Filmmakers Menachem Daum and Oren Rudavsky provide an update from Dzialoszyce, Poland.
Daum and Rudavsky talk about their motivations for making Hiding and Seeking, a film about a Polish family who saved Rudavsky's father during the Holocaust.
An Orthodox Jewish father takes his sons on an emotional journey to Poland to track down the family who risked their lives to hide their grandfather for more than two years during World War II.
Hasidim don't consider themselves American or European or Israeli; their primary concern is worshipping the Lord and living according to the Torah.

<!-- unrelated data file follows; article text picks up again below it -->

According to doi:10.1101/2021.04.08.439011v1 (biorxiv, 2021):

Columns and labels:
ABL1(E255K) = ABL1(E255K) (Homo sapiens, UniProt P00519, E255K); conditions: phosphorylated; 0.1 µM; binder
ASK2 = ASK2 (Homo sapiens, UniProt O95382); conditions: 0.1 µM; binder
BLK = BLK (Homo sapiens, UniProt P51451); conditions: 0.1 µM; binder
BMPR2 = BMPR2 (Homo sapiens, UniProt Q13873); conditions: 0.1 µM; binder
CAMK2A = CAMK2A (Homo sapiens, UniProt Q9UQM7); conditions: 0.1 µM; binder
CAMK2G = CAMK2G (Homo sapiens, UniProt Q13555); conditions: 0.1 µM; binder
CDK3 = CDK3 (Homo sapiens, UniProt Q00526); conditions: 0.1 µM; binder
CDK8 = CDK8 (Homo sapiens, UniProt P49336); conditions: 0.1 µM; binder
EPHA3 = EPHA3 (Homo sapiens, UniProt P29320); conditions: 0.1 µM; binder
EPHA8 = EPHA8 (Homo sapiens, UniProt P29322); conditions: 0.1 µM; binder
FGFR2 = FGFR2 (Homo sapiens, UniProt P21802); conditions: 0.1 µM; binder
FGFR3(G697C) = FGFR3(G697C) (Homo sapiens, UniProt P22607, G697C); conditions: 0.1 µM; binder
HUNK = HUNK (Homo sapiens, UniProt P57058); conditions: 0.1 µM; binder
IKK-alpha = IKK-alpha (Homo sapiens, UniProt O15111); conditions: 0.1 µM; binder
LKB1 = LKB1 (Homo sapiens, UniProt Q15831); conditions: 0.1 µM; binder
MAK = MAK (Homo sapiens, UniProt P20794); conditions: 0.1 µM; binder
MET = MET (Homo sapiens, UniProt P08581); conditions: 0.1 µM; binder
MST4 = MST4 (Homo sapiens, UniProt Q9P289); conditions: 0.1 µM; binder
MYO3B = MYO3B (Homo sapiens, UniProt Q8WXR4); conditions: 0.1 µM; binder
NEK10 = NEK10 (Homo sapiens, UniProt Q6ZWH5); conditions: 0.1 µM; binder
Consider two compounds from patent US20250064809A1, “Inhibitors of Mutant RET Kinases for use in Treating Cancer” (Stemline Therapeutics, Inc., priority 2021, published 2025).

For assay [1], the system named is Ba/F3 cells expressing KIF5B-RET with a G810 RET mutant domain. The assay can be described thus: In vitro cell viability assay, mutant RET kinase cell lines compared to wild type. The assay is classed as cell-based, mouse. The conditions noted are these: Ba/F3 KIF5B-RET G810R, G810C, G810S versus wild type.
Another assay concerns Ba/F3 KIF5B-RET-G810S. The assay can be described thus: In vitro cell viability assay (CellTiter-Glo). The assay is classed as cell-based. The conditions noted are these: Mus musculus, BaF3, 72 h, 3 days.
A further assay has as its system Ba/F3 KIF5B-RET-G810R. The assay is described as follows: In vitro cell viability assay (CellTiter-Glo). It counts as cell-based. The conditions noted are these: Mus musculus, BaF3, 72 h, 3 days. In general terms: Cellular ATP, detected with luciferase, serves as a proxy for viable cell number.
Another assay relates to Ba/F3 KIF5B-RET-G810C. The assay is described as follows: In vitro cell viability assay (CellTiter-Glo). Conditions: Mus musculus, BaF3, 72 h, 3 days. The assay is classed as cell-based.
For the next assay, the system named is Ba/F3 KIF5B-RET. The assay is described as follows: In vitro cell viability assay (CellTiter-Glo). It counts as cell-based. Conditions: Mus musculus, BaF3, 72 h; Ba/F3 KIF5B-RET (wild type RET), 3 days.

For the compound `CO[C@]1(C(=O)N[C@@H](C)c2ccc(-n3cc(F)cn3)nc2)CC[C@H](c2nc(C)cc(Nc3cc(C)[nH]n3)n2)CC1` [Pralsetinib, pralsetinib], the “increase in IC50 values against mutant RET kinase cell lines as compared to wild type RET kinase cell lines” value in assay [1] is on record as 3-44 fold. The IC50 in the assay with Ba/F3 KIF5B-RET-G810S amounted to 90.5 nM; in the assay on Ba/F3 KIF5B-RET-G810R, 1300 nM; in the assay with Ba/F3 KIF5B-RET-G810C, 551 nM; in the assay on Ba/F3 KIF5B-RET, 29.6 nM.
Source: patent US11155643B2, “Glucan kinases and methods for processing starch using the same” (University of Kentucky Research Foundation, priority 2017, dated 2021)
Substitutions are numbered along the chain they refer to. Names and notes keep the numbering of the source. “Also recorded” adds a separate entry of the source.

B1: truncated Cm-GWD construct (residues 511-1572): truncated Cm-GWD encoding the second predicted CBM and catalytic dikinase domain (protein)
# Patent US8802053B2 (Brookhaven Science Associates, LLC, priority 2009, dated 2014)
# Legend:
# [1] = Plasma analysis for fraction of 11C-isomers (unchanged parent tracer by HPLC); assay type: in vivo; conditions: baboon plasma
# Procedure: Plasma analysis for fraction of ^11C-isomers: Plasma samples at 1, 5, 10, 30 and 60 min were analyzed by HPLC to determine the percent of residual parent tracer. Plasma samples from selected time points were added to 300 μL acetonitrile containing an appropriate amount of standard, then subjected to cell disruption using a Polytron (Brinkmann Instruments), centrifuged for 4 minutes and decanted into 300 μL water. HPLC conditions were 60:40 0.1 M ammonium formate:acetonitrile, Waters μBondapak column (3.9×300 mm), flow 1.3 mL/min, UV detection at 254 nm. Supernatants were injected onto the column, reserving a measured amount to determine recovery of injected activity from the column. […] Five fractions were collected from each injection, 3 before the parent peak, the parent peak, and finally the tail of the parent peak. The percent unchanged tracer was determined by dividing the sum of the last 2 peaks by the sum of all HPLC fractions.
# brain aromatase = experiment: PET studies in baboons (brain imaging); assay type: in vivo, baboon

Hasidism started as a spiritual revival movement which emphasized prayer, joy and charity.
Hasidism's teaching that God could be found all around us faced its ultimate test during the Holocaust. Among the Hasidim, four out of five were killed.
In Hasidic culture, the woman is the foundation of the home. Hasidic women are expected to find spiritual fulfillment primarily in motherhood.
Hasidim remain in neighborhoods where everyday interactions are often characterized by resentment and mutual suspicion.